It wasn't so long ago goaltender Barry Brust was toiling in 'The Coast' -- what most players call the East Coast Hockey League.
The former Calgary Hitmen backstop now finds himself on an entirely different shoreline as a member of the Los Angeles Kings.
Despite the many miles he's travelled -- mostly by bus -- since the Hitmen lost to the Red Deer Rebels in the first round of the 2004 WHL playoffs, Brust has had a great start to what he hopes can one day blossom into a permanent NHL job.
"It's been a little bit of a rollercoaster," admitted the 6-ft. 2-in., 225-pounder, who has been pressed into duty because of injuries to Dan Cloutier and Mathieu Garon. He started between the pipes last night, allowing four goals in a 6-4 loss to the Flames.
"I've felt really comfortable. The boys have made my transition really easy. I've been fortunate, the performance that the team's put in front of me has just been astounding."
The 23-year-old from Swan River, Man., collected two wins and a shootout loss for the Kings in his first three starts and has also made a pair of relief appearances.
Brust has already turned some heads -- a highlight-reel save during an upset over the talented Sharks has already been posted on YouTube -- with his throwback goaltending style.
Among those impressed is former Flame Craig Conroy.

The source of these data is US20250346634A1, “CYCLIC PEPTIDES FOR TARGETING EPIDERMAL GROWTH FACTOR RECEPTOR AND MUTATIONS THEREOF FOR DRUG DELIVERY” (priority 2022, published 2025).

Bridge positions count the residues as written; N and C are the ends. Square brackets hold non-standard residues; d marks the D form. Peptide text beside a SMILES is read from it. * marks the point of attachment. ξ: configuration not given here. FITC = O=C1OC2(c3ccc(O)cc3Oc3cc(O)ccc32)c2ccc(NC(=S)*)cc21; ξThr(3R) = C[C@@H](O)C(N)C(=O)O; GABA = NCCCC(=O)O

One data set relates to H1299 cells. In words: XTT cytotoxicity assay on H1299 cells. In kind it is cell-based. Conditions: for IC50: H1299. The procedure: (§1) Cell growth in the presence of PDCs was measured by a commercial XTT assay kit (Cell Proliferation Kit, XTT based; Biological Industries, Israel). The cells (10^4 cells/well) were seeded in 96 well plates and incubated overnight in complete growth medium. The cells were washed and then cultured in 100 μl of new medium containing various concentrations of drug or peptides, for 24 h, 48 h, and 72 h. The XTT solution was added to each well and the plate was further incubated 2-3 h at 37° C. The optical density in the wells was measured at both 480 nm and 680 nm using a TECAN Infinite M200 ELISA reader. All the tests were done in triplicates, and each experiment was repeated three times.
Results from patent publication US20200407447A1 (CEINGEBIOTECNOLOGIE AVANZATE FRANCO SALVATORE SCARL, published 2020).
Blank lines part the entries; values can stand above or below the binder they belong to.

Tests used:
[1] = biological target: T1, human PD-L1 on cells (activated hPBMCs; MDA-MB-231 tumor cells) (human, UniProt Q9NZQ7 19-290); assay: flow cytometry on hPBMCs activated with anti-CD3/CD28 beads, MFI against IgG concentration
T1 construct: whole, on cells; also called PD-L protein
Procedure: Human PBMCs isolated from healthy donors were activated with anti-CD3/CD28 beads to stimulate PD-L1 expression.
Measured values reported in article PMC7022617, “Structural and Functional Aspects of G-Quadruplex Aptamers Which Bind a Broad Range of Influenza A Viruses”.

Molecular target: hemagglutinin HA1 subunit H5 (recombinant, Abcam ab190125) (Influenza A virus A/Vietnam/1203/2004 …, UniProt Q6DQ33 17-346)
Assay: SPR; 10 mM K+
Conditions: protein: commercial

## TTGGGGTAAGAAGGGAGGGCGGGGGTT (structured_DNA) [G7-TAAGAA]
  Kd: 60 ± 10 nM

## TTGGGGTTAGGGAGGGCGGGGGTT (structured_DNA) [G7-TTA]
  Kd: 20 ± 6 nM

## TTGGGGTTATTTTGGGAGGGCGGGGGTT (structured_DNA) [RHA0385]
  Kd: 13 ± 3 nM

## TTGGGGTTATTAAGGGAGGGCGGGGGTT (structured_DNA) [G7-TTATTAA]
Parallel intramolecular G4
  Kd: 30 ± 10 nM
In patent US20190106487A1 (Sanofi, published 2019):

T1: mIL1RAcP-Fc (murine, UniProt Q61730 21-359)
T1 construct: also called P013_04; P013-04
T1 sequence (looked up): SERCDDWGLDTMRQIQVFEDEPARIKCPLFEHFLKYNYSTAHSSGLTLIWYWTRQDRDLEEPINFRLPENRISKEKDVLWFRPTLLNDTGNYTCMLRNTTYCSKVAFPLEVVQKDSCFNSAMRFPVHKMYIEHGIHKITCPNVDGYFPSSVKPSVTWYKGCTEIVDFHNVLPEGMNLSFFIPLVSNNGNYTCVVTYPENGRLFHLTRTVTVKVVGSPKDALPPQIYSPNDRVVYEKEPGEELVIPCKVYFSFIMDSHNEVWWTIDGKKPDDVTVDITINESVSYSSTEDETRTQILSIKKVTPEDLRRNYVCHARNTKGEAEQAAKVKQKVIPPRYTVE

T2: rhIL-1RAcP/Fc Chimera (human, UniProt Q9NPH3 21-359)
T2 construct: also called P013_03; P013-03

"He pokechecks, he'll two-pad slide -- kind of old-school at times," said Conroy before the Kings faced the Flames at the 'Dome last night.
"I said (goaltending coach) Billy Ranford has been telling him, 'Stack the pads.' He's made some great saves. It's a little bit more unorthodox. You're not sure what exactly he's gonna do so it's tough to go against.
"He still butterflies sometimes but he stands up a lot and then the two-pad slide across and makes huge saves.
"You look at the old-school guys, that's the way they used to do it."
Originally drafted by the Minnesota Wild, Brust was signed by the Kings as a free agent after the signing deadline passed in '04.
Because of the lockout, he was assigned to the Reading Royals in Pennsylvania for the 2004-05 season, where he posted stellar numbers over 42 games -- a 27-9-4 record with a 1.96 goals-against average and .928 save percentage.
It wasn't exactly his dream come true but Brust says he benefited from the experience.
"I think it's helped my development. I got a chance to play," said Brust. "The year I played there, it was the year of the lockout, so I think the talent level was a little bit deeper than what it usually is and maybe it was taken a little bit more seriously.
"I had a great time there and made a lot of great friends. I still talk to some of them."